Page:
The reference to St Andrews as the “Home of Golf” is said to have started from when they took over control of the rules, first issued in 1888. As indicated above ‘Mother of Golf’, ‘Birthplace of Golf’, ‘Metropolis of Golf’ and headquarters were all being used before this time for about 200 years, so it was not a huge change. The problem is to find the justification for these early statements but that seems unlikely.
It is not disputed that golf has been played at St Andrews for some 600 years. Although there is little recorded in the first 300 years, it is clear that at least following that initial period St Andrews was considered the metropolis of golf. Historically it is the oldest location in Scotland where golf has been played on the same course continuously. The earliest reference dates to 1552 when Archbishop Hamilton confirmed the rights of the townspeople of St Andrews to play golf over the Old Course. This justifies the ‘Ancient’ in the ‘Royal and Ancient Golf Club of St Andrews, an excellent choice of name. All of the very early golf clubs except St Andrews found it necessary to move through overcrowding or the pressure from city expansion.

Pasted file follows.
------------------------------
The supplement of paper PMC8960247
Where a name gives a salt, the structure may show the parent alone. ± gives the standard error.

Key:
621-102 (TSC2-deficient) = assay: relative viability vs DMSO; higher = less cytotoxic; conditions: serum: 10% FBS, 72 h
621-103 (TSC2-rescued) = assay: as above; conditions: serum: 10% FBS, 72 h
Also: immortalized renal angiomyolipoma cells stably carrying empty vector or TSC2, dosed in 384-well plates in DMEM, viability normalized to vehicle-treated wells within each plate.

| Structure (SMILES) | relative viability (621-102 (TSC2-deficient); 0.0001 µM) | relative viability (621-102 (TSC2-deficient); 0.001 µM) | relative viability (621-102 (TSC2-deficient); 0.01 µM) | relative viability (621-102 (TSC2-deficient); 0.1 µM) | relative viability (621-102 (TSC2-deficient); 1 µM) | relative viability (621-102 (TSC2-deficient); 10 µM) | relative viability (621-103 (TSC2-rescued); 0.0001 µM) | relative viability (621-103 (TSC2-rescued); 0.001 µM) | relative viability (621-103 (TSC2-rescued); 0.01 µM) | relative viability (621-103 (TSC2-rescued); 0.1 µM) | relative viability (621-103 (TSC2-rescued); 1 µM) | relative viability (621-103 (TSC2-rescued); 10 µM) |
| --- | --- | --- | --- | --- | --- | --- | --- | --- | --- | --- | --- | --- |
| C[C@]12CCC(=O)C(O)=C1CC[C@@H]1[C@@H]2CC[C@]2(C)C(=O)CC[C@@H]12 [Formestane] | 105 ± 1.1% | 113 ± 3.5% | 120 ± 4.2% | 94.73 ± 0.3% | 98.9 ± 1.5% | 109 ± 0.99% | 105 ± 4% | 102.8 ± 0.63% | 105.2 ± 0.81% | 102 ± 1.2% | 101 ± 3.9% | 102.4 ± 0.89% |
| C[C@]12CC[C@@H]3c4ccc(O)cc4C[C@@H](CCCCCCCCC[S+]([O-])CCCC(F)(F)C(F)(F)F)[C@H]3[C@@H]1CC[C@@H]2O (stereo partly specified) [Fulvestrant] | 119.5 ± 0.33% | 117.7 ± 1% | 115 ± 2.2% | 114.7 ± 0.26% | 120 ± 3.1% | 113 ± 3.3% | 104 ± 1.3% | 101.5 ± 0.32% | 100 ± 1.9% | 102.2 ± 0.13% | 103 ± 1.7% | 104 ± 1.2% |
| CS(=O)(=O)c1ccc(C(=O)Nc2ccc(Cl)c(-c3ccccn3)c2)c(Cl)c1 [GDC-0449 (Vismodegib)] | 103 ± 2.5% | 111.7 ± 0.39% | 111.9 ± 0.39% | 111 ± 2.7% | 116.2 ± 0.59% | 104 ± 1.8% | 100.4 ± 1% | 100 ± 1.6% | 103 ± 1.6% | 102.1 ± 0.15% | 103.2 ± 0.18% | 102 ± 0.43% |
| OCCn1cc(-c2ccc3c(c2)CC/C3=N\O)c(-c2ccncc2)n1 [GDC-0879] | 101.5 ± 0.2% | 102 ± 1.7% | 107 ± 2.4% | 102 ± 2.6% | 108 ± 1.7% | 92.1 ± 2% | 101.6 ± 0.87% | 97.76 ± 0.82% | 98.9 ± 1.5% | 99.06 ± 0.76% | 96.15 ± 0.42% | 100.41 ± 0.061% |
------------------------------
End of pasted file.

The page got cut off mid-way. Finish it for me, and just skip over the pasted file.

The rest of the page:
Geographically although the links at St Andrews are adjacent to the town its location would not prevent the town from expanding. When more space was required for golf it came from reclamation from the sea and from the adjacent Strathtyrum Estate.
There has to be something more that will explain the early references we quote above. If we find the answer with some more research, or get some useful advice, it will make an interesting supplement.